The shutdown of city welfare offices due to the pandemic meant many New Yorkers would have to rely on their phones to apply for benefits like food stamps and job assistance.
But that hasn’t been working out very well, according to the Urban Justice Center, which recently conducted an audit of the city hotline devoted to those types of calls.
The Justice Center, which is focused on helping people secure public benefits, found that more than 50% of calls to the city Human Resources Administration were dropped and 20% had wait times of more than eight minutes.
Callers also had difficulty getting through to translators and had to struggle through English-only pre-recorded messages, according to the group, which conducted the audit through calls it made between June 23 and Aug. 4.
“People need to be able to get in touch with the city administration that is responsible for administering critical benefits,” said Kiana Davis, the group’s policy analyst and benefits advocate. “The fact that the info line has excessive dropped calls, inadequate access for non-English speakers and workers who are not adequately trained makes it unduly burdensome for New Yorkers to get the help they need.”
Sarah Wilson, 40, says she’s been waiting two weeks — and counting — to get her housing benefits sorted out through the hotline.
“The process of getting a hold of them is quite difficult,” she said.
City workers called her from blocked numbers, arousing fears that they were scam artists since she had to provide personal information over her smartphone, she said. That led to delays, forcing her to reapply for benefits she’d already been receiving.
She was able to use her phone to send records to HRA, but noted that not everyone is so fortunate.
“The app and email are only so good,” she said. “A lot of people don’t have WiFi or a smartphone.”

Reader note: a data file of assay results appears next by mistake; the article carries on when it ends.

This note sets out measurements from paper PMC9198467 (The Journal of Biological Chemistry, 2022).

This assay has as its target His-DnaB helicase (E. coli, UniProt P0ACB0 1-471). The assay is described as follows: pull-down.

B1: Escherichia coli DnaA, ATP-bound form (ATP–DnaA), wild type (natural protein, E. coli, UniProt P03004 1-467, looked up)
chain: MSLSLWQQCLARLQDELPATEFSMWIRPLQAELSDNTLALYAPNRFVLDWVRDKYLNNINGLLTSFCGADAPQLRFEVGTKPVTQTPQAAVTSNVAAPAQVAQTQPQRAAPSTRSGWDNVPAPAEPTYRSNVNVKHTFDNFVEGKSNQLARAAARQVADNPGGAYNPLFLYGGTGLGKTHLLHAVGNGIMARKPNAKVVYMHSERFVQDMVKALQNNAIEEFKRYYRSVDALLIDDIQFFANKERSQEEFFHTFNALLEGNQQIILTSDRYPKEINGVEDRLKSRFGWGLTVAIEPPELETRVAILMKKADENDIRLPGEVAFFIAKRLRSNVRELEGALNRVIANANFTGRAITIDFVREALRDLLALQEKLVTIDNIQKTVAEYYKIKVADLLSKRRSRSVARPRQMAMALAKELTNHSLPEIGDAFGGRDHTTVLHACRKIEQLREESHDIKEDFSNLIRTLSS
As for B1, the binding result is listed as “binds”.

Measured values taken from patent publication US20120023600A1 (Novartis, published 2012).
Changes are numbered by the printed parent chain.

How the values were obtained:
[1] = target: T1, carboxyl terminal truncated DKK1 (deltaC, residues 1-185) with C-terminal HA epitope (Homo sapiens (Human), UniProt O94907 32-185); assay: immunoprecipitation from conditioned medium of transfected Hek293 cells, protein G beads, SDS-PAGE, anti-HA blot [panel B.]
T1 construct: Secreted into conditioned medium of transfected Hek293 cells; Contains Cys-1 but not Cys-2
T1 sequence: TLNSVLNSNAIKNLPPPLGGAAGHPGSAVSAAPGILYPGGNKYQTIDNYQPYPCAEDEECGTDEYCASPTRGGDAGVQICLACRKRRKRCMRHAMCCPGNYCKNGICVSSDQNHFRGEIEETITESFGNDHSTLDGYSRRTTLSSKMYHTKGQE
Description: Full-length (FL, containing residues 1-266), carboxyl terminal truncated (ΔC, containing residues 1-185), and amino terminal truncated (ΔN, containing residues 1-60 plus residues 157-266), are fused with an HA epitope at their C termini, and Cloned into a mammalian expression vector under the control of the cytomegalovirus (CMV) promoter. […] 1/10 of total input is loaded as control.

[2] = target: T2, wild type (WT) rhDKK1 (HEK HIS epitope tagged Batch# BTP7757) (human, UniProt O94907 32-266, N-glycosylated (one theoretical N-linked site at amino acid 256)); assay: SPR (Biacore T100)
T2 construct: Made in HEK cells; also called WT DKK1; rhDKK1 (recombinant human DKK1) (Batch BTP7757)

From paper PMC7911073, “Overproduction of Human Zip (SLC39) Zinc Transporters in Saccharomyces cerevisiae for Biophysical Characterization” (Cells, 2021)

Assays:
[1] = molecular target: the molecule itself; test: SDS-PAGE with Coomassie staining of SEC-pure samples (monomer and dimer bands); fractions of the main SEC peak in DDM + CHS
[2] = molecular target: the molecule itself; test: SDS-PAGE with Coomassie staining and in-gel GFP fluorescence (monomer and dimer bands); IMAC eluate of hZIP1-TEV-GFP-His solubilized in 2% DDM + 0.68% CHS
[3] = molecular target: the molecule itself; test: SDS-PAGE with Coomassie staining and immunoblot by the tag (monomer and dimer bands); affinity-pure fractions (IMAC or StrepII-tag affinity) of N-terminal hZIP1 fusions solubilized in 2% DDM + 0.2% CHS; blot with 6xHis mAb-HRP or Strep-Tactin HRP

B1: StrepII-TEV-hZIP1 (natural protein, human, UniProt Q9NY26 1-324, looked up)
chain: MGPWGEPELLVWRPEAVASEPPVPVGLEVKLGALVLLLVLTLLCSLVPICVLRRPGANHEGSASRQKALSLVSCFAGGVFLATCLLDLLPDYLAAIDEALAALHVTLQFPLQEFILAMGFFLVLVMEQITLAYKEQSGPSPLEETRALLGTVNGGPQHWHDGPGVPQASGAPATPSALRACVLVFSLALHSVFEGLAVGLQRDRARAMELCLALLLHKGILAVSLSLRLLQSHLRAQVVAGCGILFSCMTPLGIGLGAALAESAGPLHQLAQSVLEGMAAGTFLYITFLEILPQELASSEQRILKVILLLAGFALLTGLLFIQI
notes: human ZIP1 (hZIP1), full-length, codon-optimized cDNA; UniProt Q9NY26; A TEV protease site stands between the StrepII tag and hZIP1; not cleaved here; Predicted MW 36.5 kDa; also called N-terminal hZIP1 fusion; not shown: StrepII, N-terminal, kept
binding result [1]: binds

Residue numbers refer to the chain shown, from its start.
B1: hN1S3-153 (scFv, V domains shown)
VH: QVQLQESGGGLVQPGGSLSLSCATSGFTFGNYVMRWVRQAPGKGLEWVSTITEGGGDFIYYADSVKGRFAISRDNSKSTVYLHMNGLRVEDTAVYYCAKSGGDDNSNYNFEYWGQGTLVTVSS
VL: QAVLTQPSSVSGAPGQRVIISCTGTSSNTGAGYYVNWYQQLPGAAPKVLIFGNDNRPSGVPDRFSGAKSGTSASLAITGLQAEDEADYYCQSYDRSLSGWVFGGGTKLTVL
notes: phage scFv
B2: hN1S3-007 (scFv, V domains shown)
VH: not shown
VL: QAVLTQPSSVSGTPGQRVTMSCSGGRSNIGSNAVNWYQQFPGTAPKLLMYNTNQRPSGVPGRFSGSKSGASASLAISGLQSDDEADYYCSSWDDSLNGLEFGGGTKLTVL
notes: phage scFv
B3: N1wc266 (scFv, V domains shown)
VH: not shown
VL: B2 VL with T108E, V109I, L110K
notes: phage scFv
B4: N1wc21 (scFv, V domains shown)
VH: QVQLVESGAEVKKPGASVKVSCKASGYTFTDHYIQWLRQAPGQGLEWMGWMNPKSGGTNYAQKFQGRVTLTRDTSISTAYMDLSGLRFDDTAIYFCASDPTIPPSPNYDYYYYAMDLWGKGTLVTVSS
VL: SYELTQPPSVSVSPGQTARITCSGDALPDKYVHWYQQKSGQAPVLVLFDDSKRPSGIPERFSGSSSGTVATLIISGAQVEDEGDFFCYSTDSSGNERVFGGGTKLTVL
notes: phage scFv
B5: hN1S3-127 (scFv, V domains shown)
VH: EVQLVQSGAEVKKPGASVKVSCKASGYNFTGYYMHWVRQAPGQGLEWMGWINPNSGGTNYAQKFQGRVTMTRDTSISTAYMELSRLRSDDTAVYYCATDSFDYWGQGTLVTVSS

The hotline headaches come at a time when increasingly more people are out of work and in dire need of public assistance.
In April, there were 34,213 applications for cash assistance — a 33% increase compared to April 2019, according to data provided by HRA in May.
The agency declined on Friday to provide more recent data. Arianna Fishman, an HRA spokeswoman, noted that “the city is doing everything possible to meet the needs of our most vulnerable.”
“We’ve implemented sweeping reforms to make all our benefits accessible online, by phone and via our world-class app, reassigned and retrained more than 1,300 additional staff to process cases, and built a new remote access platform and deployed technology to enable as many staff as possible to process applications and interview clients from their homes,” she said.
In March, the city closed down nine offices that specialize in connecting people with food stamp benefits. Five of those offices — one in each borough — have remained open to process walk-in food stamp applicants.
Eleven job centers have also closed, leaving seven open.
“They’re all still closed,” Davis said. “The city has not said anything officially about re-opening plans.”
People seeking benefits or having problems with the benefits they already receive also have the option of using the city’s online portal. But according to Davis, the problem with that is it doesn’t allow for questions or any real back and forth.
Because of COVID-19, the federal government granted states the ability to waive some requirements connected to food stamp and cash assistance benefits, essentially allowing people to submit their applications over the phone.
But the loosening of application restrictions isn’t always translating into results, according to the Urban Justice Center’s findings.
According to Sameer Jain, who worked on the audit for the group, seven out of nine HRA workers who were asked about the new parameters had no idea they had been put into place.
“Most of them were not aware of the policy,” he said.